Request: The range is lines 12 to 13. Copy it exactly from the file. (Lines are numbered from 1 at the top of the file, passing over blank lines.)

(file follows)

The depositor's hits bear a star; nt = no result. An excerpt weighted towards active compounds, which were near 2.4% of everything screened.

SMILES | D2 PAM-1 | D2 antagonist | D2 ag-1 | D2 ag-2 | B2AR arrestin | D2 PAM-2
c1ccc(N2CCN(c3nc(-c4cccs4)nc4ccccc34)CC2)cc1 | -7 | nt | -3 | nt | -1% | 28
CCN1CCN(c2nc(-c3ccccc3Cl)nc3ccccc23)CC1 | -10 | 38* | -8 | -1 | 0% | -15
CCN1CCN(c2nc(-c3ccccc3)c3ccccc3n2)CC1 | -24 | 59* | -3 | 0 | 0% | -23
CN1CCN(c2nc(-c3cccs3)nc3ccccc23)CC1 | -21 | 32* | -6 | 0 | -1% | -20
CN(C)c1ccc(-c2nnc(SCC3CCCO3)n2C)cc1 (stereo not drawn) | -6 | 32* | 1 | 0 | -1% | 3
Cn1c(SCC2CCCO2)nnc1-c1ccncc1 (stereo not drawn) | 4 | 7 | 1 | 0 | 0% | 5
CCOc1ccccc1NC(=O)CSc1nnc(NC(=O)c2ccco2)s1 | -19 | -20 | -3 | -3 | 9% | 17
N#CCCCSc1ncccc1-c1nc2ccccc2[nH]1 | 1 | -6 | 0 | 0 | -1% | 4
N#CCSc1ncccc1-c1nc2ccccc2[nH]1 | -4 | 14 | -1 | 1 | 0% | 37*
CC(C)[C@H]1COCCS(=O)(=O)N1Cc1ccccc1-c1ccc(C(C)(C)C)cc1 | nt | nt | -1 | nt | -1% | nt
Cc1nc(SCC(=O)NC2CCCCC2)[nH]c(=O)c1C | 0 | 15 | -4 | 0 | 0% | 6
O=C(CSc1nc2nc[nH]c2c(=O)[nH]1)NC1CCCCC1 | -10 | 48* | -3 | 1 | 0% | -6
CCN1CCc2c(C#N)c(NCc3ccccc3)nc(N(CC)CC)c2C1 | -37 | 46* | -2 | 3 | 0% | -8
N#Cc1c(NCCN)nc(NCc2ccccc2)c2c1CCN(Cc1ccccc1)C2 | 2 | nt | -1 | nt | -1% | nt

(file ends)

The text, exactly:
CC(C)[C@H]1COCCS(=O)(=O)N1Cc1ccccc1-c1ccc(C(C)(C)C)cc1 | nt | nt | -1 | nt | -1% | nt
Cc1nc(SCC(=O)NC2CCCCC2)[nH]c(=O)c1C | 0 | 15 | -4 | 0 | 0% | 6